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Some manufacturing production is shifting away from mature developed regions like North America and Western Europe towards emerging regions with lower costs. The five countries with the highest percentage of their total employed population in manufacturing in 2013 are all emerging, including Taiwan and Slovenia. Asia dominates production, with 55.1% of total global manufacturing in 2013, yet complex manufacturing typically remains in developed regions, despite high wages.
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Car traffic volume continues to rise in the majority of countries for which data are available. One particularly notable exception is the USA where car traffic has declined by 4.9% since 2007 – equivalent to 130 billion fewer car-kilometres in 2012 than in 2007. The USA continues to be home to the world’s largest car parc with 129 million cars in use in 2012 and even two-thirds of the lowest earning 10% of households own a passenger car – the highest proportion outside of the Middle East.
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Analyst Insight by Audra Kasperaviciute - Industrial Analyst
The political tension in Ukraine has led to a significant drop in the value of the rouble, which has fallen by 11% against the euro since January 2014. The exchange rate stood at around RUB50 to the euro during the first days of March. Europe is one of Russia’s main import partners and further devaluation of the rouble will increase fears of snowballing import prices and inflation. The growing tension and possible trade restrictions from the US and Europe pose a threat to the country’s import-dependent markets - machine tools, electric engines and automotive parts - these being important components in Russia’s main heavy industries.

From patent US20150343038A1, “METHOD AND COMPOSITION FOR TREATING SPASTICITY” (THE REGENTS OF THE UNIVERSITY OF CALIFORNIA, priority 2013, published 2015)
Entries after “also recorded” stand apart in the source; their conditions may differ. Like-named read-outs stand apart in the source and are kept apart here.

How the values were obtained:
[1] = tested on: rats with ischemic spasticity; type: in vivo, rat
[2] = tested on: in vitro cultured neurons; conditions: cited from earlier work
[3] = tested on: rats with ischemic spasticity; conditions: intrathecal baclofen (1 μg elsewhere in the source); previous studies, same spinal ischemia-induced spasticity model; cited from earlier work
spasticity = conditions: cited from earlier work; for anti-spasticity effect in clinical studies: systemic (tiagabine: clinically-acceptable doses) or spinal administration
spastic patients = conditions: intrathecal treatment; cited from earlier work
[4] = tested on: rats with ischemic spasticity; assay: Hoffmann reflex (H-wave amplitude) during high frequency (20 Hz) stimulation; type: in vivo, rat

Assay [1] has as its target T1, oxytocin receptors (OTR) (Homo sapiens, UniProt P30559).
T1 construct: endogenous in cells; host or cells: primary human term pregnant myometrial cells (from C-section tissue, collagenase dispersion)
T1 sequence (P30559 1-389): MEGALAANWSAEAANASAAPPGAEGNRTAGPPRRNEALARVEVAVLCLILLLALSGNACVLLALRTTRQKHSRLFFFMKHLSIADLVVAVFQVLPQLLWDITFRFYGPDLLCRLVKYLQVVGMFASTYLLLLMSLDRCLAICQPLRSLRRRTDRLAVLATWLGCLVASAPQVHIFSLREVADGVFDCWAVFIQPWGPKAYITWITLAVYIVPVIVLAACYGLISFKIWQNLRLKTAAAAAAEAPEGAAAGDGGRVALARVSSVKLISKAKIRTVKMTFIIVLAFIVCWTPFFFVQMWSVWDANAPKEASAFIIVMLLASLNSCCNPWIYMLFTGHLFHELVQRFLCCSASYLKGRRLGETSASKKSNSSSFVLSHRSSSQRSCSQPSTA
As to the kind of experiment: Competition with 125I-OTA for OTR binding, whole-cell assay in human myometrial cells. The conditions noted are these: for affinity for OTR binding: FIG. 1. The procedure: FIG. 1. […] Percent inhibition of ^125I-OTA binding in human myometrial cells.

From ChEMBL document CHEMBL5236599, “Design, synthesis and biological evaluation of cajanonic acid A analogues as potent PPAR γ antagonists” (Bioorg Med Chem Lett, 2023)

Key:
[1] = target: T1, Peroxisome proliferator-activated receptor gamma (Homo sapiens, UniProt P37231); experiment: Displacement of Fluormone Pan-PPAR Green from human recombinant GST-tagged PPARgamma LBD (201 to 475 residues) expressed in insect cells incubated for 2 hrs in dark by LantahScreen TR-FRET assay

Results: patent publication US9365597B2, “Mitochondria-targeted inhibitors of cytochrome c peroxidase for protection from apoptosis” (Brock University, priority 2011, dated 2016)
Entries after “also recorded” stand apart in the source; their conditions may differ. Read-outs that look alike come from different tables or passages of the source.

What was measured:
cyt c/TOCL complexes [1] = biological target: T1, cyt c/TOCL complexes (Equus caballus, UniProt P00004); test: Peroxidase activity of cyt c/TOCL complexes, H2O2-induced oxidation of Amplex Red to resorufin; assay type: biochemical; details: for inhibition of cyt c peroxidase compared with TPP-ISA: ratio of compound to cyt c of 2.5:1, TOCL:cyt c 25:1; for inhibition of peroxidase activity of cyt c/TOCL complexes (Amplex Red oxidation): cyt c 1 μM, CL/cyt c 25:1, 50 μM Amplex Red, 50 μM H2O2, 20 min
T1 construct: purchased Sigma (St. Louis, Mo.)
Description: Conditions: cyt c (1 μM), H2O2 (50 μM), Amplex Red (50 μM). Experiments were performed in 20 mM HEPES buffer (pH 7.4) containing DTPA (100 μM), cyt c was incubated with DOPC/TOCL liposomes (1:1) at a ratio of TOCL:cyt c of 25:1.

Rouble/Euro Exchange Rate, 1 February 2013 – 2 March 2014
Source: European Central Bank
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Analyst Insight by Magdalena Kondej - Head of Apparel and Footwear
Despite subdued consumer confidence in Western Europe, excessive discounting impeding profits and the slowdown in China, the global apparel and footwear industry generated incremental retail growth of US$85 billion in 2013, a growth rate of 5% (current terms, fixed exchange rates). However, the industry’s growth has become heavily dependent on the BRICs, which poses a risk going forward.
BRIC countries generated over a quarter of the world’s apparel and footwear sales and are expected to account for over 64% of projected global sales over the next 5 years. This carries risk because of the vulnerability of the economy in Brazil and Russia and the slowing economic growth in China. While the emerging markets are throwing invaluable lifelines to the apparel industry at a time of sluggish Western demand, diluting dependency on that growth will be a challenge.
Continue reading "Key Findings in Apparel and Footwear for 2014" »